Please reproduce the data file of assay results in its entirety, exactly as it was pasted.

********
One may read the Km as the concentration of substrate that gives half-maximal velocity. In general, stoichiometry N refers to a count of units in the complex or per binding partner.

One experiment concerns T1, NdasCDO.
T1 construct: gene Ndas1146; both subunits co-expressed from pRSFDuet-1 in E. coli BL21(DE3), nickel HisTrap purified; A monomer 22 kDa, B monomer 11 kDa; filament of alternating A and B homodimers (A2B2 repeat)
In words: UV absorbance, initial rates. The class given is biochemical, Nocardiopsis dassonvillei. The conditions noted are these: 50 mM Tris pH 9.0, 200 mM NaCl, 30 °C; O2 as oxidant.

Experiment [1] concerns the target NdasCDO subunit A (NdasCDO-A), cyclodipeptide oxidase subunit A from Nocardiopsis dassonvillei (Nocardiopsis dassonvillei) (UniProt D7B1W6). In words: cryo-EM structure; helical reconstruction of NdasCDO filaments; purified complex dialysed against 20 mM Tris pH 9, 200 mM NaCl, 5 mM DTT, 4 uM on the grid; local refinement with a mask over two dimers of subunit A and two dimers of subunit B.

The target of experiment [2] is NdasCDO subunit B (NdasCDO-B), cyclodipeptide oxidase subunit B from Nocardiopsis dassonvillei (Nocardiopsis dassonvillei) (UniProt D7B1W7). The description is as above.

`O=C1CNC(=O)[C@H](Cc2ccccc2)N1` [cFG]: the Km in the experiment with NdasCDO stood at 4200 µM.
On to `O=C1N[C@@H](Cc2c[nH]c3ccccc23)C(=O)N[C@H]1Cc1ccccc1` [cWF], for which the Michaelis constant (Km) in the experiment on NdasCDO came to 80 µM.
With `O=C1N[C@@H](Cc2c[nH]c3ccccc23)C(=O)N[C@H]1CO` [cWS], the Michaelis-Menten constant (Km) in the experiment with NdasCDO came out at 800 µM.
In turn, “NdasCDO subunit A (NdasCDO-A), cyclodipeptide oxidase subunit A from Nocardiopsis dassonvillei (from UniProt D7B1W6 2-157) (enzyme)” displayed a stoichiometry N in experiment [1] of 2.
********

One may read the Km as the concentration of substrate that gives half-maximal velocity. In general, stoichiometry N refers to a count of units in the complex or per binding partner.

One experiment concerns T1, NdasCDO.
T1 construct: gene Ndas1146; both subunits co-expressed from pRSFDuet-1 in E. coli BL21(DE3), nickel HisTrap purified; A monomer 22 kDa, B monomer 11 kDa; filament of alternating A and B homodimers (A2B2 repeat)
In words: UV absorbance, initial rates. The class given is biochemical, Nocardiopsis dassonvillei. The conditions noted are these: 50 mM Tris pH 9.0, 200 mM NaCl, 30 °C; O2 as oxidant.

Experiment [1] concerns the target NdasCDO subunit A (NdasCDO-A), cyclodipeptide oxidase subunit A from Nocardiopsis dassonvillei (Nocardiopsis dassonvillei) (UniProt D7B1W6). In words: cryo-EM structure; helical reconstruction of NdasCDO filaments; purified complex dialysed against 20 mM Tris pH 9, 200 mM NaCl, 5 mM DTT, 4 uM on the grid; local refinement with a mask over two dimers of subunit A and two dimers of subunit B.

The target of experiment [2] is NdasCDO subunit B (NdasCDO-B), cyclodipeptide oxidase subunit B from Nocardiopsis dassonvillei (Nocardiopsis dassonvillei) (UniProt D7B1W7). The description is as above.

`O=C1CNC(=O)[C@H](Cc2ccccc2)N1` [cFG]: the Km in the experiment with NdasCDO stood at 4200 µM.
On to `O=C1N[C@@H](Cc2c[nH]c3ccccc23)C(=O)N[C@H]1Cc1ccccc1` [cWF], for which the Michaelis constant (Km) in the experiment on NdasCDO came to 80 µM.
With `O=C1N[C@@H](Cc2c[nH]c3ccccc23)C(=O)N[C@H]1CO` [cWS], the Michaelis-Menten constant (Km) in the experiment with NdasCDO came out at 800 µM.
In turn, “NdasCDO subunit A (NdasCDO-A), cyclodipeptide oxidase subunit A from Nocardiopsis dassonvillei (from UniProt D7B1W6 2-157) (enzyme)” displayed a stoichiometry N in experiment [1] of 2.